Please take a few moments to go through this page before the first cafe. This will help save time during the cafe. Your response on the Google form will be anonymised.
1. What makes you feel safe in a cafe space?
Please enter your answer on this Google Form
2. Select an object or an image that best represents India to you
Please bring it with you to the cafe. We’ll use these as ice-breakers.
3. On a piece of paper, draw the 'staircase' below with all 18 steps
We will be using it in the cafe.
4. Meet the characters
Some of the characters you will meet in the plays in the cafe are given below. Getting to know them now means you will be more familiar with them when you come across them at the cafe.
All the characters featured here are students aged between 20 and 30 years, at the prestigious British University of Bristol, which is located in the south of England.
Akhilesh “Akki” Jha
The only son of an Indian land-owning (zamindar) family, Akki has always been pampered. While he grew up shuttling between Patna and New Delhi, home was always the zamindar ki haveli. Akki has two elder sisters and a younger brother, but he knows that he will have to take on the responsibility of the family, the business and the family lands one day. But for now, he is enjoying studying Management & Economics at this British university.
Akki’s family has a “conservative” outlook, steeped in the mainstream patriarchal culture of Bihar, and which Akki has never questioned. He revels in the respect and perceived adoration as the “zamindar’s son and heir” both from his extended family who look up to his father and grandfather, and all the people in his district.
Hari is from New Delhi and doing a MA in Big Data Studies. His career goal is a tenured chair at a university, teaching and researching. Hari is a proud Hindu Indian and believes in the superiority of his religious beliefs. He visits the local temple in the university town as often as he can. But he also has made a small temple on a table in a corner of his room so he can seek God’s blessings every morning.
Hari is comfortable with the social norms he has grown up with but loves the freedoms he experiences in the university, now that he is no longer living under his parents’ eyes. So Hari’s favourite pastime is debating and a member of the same student association as Sam. He frequently participates in campus discussions around life in India, which he defends to the best of his ability.
Latha “LG” Guruswamy
LG is a third-generation “non-resident Indian” (NRI), the youngest of two daughters of her doctor parents. Her family and Sam’s are neighbours in a small tourist-attraction town close to the university. LG has been friends with Sam and Lisa since high school. Latha is studying law but takes a keen interest in sociological topics and belongs to a sociology study group.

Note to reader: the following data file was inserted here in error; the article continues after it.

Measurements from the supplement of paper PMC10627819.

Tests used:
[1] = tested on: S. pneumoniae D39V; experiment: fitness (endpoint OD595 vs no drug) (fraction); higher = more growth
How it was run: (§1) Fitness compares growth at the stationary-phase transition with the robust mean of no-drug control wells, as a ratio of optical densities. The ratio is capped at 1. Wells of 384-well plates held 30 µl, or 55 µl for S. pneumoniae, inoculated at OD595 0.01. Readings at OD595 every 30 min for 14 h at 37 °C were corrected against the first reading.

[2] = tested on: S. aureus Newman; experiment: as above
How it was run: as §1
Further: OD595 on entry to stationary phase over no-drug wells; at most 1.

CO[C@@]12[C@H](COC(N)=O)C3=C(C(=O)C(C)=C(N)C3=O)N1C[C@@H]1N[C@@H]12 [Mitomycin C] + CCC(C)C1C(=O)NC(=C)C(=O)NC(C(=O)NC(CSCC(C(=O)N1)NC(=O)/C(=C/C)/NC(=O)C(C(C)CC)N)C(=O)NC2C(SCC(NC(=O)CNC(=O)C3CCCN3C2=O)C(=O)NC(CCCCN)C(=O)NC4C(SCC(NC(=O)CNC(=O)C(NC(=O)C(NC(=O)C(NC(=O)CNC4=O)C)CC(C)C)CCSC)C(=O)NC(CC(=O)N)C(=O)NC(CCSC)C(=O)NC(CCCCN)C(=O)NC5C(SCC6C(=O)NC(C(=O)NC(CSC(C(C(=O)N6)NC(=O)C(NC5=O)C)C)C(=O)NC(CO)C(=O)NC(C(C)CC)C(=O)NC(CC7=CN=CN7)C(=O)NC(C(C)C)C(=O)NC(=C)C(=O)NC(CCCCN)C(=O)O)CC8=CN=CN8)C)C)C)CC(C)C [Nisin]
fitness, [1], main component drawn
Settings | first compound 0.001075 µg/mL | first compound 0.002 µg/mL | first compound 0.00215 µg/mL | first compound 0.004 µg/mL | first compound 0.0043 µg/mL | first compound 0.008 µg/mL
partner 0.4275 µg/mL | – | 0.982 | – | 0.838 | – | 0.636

LG is in a live-in relationship with Jabeen, a journalism student at the university she met in the study group. Latha’s parents are unaware that she is a lesbian, or that she is in an existing relationship, and are scouting around for a suitable boy for their beloved daughter.
Lisa is studying sociology. She is Black British. Her grandparents came to Britain from the Caribbean on the Windrush. Lisa grew up in a single parent household, with her mother working two low-wage jobs to keep the family together.
Lisa is well clued into the social pressures and concerns that come with her background and is determined to fulfil her grandmother’s dream of having an academic in the family. But she knows how to keep her life well-balanced and has been together with Sam since high school. They live together in rented student accommodation. Lisa also loves gospel singing and is part of her local church choir.
Many is also from New Delhi and came to this university four years ago for his masters in anthropology and has stayed on do to his doctorate in development studies. He did his Bachelor’s and Masters from St Stephen’s College in Delhi.
Manu enjoys debating and that’s how he met up with Hari on campus. They hold opposing views on many subjects, but their mutual respect and common Indian background has resulted in an unlikely friendship.
Samir “Sam” Kulkarni
Sam is a second-generation NRI with a “liberal” upbringing, doing his masters in management science and engineering. Sam’s father is a wealthy corporate and his mother is a “society lady”, on the board of many charities. Sam has bolstered his limited first hand exposure to India with reading, watching films/documentaries. He loves discussing many aspects of India with his friends and family back home. Lately he has joined many WhatsApp discussion groups, which he thinks helps him understand current affairs quickly.
In a space in the university town of Bristol, UK. The six friends are chilling out on a lazy Friday evening. Manu is checking his newsfeed on his mobile, while the rest are having a friendly banter.
Everyone in the cafe may not receive a speaking part in the play. The ones who don’t receive a speaking part, will be the audience and listen/observe some key aspects for discussion time later.